NUI Galway President’s Remarks at 4th International Disability Summer School

NUI Galway President’s Remarks
at 4th International Disability Summer School
A Uachtarán, Mrs Higgins, Distinguished Visitors, Colleagues, Ladies &
I am delighted to welcome you all to the NUI Galway campus this afternoon.
I am especially pleased to welcome President of Ireland, Michael D. Higgins and
Mrs Sabina Higgins on this … their second official visit to the University.
I would like to share with visitors here today our great sense of pride in
welcoming President Higgins back to this campus.
As the 9th President of Ireland President Higgins is the first NUI Galway
graduate to hold the office of First Citizen.
Exactly 50 years ago - in 1962 - Michael D. Higgins made a life-defining choice,
when he enrolled as a mature student at this University.
Since then he has been inextricably linked with NUI Galway:
- Active in student life and serving as President of the Student Council;
- Going on to become a highly regarded lecturer in Sociology & Politics for
many years
- and serving as Adjunct Professor at the University's Irish Centre for Human
On a personal note, I have known and respected Michael D. since I first came to
this University as a student.
He has always demonstrated a commitment to education in the very broadest
sense - as a mature student, student representative, academic, author and
holder of public office.
These roles all highlight his deeply-held belief in the importance of education
and ideas.
I am very happy that the President is with us today to address the 4th
International Disability Summer School.
In President Higgins’ own words, this is a campus which is “a leader in civic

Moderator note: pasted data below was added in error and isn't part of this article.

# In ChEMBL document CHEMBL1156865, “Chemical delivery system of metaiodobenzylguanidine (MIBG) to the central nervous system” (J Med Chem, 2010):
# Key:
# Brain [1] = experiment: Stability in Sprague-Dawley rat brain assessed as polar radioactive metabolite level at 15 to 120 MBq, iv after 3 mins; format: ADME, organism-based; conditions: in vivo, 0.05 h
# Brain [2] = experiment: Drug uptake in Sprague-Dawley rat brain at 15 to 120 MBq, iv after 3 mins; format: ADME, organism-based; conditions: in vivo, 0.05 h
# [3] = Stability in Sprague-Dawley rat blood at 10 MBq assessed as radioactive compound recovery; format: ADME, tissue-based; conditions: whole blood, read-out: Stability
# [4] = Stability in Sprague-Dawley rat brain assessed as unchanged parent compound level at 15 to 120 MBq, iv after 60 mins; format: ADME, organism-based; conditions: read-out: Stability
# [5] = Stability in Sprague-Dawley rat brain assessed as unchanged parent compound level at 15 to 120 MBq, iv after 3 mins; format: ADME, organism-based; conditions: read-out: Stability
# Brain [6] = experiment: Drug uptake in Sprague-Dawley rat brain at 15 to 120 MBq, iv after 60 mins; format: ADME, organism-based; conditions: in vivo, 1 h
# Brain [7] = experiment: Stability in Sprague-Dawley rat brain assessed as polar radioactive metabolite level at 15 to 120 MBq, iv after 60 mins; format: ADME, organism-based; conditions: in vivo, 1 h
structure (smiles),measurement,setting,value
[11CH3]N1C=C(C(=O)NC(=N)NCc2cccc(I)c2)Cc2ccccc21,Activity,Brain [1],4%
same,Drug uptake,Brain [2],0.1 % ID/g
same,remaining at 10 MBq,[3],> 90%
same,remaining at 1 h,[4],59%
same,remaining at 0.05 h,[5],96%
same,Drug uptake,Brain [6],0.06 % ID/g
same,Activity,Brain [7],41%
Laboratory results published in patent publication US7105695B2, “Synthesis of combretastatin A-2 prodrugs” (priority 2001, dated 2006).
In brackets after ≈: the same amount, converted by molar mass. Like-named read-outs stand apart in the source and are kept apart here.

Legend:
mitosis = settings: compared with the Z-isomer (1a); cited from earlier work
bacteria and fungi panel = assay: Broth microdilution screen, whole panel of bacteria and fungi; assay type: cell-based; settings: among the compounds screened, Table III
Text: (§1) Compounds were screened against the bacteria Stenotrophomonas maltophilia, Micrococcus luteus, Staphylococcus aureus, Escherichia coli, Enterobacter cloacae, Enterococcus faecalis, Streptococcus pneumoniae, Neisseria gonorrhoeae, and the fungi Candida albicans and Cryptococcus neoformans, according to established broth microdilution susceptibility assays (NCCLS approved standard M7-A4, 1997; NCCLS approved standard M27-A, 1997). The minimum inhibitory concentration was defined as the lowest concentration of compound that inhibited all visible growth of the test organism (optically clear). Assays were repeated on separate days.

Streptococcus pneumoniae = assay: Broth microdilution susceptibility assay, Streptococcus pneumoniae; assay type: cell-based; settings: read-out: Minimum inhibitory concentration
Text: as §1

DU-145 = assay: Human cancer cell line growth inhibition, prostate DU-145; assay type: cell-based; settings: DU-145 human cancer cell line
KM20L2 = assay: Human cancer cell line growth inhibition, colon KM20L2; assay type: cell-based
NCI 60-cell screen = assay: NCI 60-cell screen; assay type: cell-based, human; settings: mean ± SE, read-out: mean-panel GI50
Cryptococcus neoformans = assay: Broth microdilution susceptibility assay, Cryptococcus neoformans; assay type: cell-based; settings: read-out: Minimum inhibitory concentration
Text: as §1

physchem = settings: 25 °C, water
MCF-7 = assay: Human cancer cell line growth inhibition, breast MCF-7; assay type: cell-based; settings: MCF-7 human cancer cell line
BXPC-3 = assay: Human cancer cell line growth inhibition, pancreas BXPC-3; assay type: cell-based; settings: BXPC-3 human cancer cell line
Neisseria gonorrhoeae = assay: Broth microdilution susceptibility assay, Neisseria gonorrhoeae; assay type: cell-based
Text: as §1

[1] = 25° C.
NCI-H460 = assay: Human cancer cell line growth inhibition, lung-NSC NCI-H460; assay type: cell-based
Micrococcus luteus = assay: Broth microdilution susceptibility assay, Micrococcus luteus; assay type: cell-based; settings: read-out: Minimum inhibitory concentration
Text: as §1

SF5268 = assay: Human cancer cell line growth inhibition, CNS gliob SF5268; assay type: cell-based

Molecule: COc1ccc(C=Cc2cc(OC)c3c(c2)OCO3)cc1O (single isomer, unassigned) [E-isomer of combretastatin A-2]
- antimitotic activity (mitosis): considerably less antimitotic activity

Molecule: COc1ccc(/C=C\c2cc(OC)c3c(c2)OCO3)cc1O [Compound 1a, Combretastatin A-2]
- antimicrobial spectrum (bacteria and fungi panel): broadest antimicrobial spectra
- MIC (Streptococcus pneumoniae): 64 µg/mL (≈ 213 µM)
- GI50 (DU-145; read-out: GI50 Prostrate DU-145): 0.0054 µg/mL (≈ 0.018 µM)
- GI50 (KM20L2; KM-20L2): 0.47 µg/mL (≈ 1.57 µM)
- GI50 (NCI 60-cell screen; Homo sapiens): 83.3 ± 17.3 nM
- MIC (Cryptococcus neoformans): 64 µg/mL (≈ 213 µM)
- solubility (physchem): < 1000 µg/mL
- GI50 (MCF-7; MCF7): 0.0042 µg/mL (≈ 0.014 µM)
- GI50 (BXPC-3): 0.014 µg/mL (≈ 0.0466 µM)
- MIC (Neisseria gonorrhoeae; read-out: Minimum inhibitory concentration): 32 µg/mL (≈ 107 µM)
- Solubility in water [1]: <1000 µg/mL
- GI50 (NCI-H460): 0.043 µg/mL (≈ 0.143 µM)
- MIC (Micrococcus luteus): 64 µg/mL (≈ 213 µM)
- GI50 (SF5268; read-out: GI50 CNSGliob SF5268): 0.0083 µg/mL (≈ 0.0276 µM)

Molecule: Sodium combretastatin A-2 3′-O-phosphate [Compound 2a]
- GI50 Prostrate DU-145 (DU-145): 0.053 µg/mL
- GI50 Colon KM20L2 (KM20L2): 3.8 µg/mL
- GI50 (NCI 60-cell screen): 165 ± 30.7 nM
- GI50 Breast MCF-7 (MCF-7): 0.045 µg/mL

Our philosophy of ‘scholarship in action’ encourages academics and students to
use their knowledge to address challenges faced by society and to contribute
solutions to these big questions.
We take great pride in this “active scholarship” across all Colleges of the
University. We encourage and incentivise service learning and volunteerism.
I have been impressed by the way in which this has been embraced by the
student and academic community over the past 10 years or so. It is now firmly
established within the culture of our institution.
I feel that in some sense this is a testament to the legacy that President Higgins
and others university leaders of his generation have left on our campus.
One important result of the adoption of the UN treaty is that there has been an
explosion of interest in this area of law around the world.
New centres on disability law and policy are now to be found in places like
South Africa, Switzerland, the US and China. (I believe we have a
representative of the Renmin University Centre on Disability Law & Policy in
Beijing with us – you are most welcome indeed.)
Our Centre for Disability Law & Policy was formally established in 2008.
Its members have been active for many years at European level and were
influential in the drafting of the UN treaty.
As a research centre, it has developed under the tremendous leadership and
vision of Professor Gerard Quinn.
To give you a measure of its activity, the CDLP:
 directs a major European network of 14 PhDs working on the UN treaty.
 has published a major study with the UN on the right to community
 staff have published five (5) books since 2008.
 secured significant UN research funding and has, six (6) EU bids
 last year it established one of the first LL.Ms in International &
Comparative Disability Law. This attracted support from the SOROSOSI foundation to enable African students take the programme and
demonstrates a high level of esteem from major international funders.